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Aiming at green, damage-proof façades

Illustration: Staticus
Scientists at SINTEF take part in developing a CO2-reducing, remote façade maintenance system that will contribute to green change at both a national and international scale.

In order for the zero-emission society to be realised, new solutions are needed for buildings and areas. Emission-free buildings are part of the puzzle.

Driving sustainability in the façade industry is among the main goals for the façade contractor Staticus, which has partnered with leading academic experts to develop sustainable, timber-based building envelope solutions.

SINTEF, one of Europe’s largest independent research organisations, is among the partners in the project titled “Developing a more environmentally friendly automated façade system that is integrated into the building’s control systems”.

Members of the SINTEF Community team are bringing their multifaceted expertise to the project, from identifying the most risk-prone façade spots to improving the accuracy of damage predictions.

Transforming scientific expertise into sustainable solutions

A part of SINTEF enterprise group, SINTEF Community is a research institute for the sustainable development of buildings, infrastructure and mobility.

Providing research and development, research-based consultancy, certification and other services, the institute has specialist expertise in areas such as architecture, construction, and digital transport solutions, as well as a cutting-edge laboratory for testing materials and constructions.

SINTEF Community boasts decades of experience in developing and testing façade solutions in Nordic climate conditions, as well as in dealing with climate-induced façade damage. According to research scientist Johannes Brozovsky, this project is a unique opportunity for SINTEF to apply in practice its years of experience in building physics and sustainable construction.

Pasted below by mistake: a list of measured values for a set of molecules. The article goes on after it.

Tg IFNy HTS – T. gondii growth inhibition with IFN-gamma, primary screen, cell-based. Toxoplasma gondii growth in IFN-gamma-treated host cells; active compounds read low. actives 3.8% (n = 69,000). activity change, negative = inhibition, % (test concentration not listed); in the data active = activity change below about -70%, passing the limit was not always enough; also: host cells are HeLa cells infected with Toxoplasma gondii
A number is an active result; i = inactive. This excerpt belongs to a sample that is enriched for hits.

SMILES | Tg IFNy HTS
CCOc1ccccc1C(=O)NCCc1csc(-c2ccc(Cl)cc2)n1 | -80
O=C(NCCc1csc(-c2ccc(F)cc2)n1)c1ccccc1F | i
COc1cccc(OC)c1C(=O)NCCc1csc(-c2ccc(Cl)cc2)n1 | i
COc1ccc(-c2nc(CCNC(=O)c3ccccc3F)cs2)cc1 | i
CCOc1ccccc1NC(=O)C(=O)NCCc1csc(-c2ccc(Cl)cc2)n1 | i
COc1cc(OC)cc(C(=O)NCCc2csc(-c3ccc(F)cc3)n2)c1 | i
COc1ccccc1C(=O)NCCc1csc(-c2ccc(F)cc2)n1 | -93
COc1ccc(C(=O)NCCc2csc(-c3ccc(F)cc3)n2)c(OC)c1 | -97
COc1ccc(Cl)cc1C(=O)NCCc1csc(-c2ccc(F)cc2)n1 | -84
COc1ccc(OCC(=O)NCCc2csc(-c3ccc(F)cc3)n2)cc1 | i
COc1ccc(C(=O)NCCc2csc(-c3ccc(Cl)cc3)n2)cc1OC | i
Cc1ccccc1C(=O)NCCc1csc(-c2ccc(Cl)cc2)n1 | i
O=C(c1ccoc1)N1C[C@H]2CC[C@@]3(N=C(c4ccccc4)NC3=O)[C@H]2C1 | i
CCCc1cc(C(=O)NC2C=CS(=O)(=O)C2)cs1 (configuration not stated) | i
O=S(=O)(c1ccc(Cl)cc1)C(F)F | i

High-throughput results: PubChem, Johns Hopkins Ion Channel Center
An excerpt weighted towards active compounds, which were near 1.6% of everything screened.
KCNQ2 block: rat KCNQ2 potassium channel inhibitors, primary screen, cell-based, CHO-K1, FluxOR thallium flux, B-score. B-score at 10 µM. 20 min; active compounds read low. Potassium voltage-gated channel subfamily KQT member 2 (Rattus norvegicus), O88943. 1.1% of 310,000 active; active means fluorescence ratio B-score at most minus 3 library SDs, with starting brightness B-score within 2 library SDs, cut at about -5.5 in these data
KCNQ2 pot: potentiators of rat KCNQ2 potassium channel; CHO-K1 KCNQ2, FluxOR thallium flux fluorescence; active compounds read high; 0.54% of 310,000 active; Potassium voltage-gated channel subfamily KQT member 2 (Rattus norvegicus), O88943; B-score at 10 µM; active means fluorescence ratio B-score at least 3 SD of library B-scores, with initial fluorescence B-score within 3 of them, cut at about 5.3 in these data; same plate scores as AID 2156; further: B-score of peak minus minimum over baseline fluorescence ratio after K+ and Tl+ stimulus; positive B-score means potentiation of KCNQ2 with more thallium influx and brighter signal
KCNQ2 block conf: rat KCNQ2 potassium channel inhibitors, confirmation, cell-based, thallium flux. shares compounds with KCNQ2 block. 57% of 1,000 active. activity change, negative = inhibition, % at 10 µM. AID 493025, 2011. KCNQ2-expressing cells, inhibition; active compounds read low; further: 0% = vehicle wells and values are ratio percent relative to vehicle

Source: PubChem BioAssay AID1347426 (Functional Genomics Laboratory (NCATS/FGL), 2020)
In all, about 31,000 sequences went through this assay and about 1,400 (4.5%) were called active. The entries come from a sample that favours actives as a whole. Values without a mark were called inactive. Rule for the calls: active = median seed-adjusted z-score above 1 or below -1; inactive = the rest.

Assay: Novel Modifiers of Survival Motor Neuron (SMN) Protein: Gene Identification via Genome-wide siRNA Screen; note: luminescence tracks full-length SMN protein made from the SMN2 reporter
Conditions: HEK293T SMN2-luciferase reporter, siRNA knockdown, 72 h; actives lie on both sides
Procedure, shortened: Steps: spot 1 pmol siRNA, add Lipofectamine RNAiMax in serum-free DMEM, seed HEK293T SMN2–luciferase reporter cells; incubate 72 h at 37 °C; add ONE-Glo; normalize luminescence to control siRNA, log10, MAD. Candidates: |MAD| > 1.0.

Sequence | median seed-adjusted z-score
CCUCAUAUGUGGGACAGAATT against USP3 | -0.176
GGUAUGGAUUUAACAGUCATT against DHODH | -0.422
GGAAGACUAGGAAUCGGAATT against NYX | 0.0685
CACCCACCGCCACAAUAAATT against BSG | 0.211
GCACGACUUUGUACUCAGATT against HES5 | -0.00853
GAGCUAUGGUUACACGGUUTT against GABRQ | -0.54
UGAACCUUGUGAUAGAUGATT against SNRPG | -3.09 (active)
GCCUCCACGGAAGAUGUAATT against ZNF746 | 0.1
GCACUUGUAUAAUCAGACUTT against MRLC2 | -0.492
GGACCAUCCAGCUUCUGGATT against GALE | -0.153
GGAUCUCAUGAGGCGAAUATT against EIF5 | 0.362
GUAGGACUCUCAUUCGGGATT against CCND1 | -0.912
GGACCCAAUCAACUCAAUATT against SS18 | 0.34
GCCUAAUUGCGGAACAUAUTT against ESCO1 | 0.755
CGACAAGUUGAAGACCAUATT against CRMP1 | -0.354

“We bring an in-depth understanding of the development of constructive and environmentally-friendly solutions to the table, especially when it comes to wooden constructions,” Brozovsky explains.

“Together with Staticus, we can transform our expert knowledge into practical applications and create new building envelope solutions. These solutions will support the high quality of the indoor environment while reducing the energy use and environmental impact of buildings.”

Maximising durability, minimising risk

During the project, SINTEF Community aims to improve the accuracy of damage predictions to façades. As Brozovsky explains, reducing uncertainties in risk management prolongs the life cycle of construction elements, which can have a significant positive effect on a building’s environmental impact.

“Buildings are exposed to a wide range of harsh climatic conditions over their lifetime,” he says.

“By minimising the uncertainty of what these conditions are and taking climate change into account, the risk of damage is reduced and building components are eventually made more durable. In turn, better durability results in less damage to the façade during the operational phases, which saves investors’ money and cuts down the environmental emissions of replacing building parts.”

During the project, SINTEF Community will bring their expert knowledge to workshops and interviews aimed at determining the elements of wooden façades that carry the highest risk of damage.

Additionally, façade-integrated sensors will be used to run numerical damage and decay models in order to identify risk areas before damage occurs.

Meet the SINTEF Community team

Three experts from SINTEF Community are contributing to the project.

A structural engineer with a background in numerical analysis and modelling, Dr. Katarzyna Ostapska will develop a tool for quickly and straightforwardly assessing the risk of mould and decay in façades based on real weather data input. She will also identify a material model for wood from experimental data and build a numerical model of a timber frame to accurately simulate timber connections in a façade. Ostapska has a PhD in fracture mechanics of timber engineering.

Dr. Arian Loli is in charge of identifying the possible risk spots in timber and timber-aluminium façades and linking them with moisture- and leakage-induced damage. He will carry out interviews and workshops as well as a literature review and a review of standard recommendations and data from insurance databases. These insights will be used to increase the modelling accuracy of risk spots in computer software and sensor placement. Loli holds a PhD in architecture.

The leader of this project at SINTEF, Dr. Johannes Georg Brozovsky is tasked with reporting, quality assurance, team management as well as time and budget planning. Brozovsky has a background in building physics and a PhD in architecture.

Project Information

Project duration:

01/01/2022 - 31/12/2023

Contact person:

Johannes Georg Brozovsky

Contact person